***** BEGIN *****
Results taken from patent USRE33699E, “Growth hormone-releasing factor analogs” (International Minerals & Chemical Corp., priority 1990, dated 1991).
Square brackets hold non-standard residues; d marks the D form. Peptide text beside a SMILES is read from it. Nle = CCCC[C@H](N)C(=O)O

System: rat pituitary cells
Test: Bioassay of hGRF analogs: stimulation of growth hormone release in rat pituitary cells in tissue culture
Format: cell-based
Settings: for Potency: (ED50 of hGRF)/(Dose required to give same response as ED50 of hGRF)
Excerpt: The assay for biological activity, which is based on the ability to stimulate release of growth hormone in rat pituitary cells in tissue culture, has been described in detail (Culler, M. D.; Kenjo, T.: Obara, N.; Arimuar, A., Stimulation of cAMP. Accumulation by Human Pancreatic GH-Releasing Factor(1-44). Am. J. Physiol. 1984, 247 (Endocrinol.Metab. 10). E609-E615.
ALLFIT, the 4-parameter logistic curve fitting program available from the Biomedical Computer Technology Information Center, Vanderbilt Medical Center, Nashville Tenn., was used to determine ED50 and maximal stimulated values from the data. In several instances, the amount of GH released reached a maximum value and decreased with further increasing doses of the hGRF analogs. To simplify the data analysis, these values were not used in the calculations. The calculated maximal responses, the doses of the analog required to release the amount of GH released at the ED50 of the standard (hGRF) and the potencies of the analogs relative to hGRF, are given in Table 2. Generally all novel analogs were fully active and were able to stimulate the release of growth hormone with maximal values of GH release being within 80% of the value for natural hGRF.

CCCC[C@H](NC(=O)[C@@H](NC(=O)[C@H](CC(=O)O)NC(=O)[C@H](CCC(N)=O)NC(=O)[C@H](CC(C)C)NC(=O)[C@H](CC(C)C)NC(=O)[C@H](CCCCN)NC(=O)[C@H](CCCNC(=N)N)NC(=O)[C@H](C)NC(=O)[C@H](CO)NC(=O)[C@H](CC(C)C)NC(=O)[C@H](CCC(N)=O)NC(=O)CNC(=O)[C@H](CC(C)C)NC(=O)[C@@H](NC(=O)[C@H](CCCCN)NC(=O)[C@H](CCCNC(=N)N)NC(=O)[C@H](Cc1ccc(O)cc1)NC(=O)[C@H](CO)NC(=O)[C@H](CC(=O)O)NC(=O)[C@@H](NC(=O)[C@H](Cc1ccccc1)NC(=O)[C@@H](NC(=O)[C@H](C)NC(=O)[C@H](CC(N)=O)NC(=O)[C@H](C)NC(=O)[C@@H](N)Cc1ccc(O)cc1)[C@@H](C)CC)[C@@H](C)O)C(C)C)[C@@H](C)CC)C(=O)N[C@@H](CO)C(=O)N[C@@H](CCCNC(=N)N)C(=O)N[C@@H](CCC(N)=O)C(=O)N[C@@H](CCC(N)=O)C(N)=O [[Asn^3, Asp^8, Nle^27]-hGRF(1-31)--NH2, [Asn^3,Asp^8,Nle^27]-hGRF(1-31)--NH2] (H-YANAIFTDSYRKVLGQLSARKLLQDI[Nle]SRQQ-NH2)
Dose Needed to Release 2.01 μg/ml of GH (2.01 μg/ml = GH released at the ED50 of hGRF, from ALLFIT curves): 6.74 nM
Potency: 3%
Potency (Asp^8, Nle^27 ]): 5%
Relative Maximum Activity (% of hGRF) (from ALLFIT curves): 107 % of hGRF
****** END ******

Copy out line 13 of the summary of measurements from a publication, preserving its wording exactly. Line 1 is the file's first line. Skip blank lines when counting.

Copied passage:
Relative Maximum Activity (% of hGRF) (from ALLFIT curves): 107 % of hGRF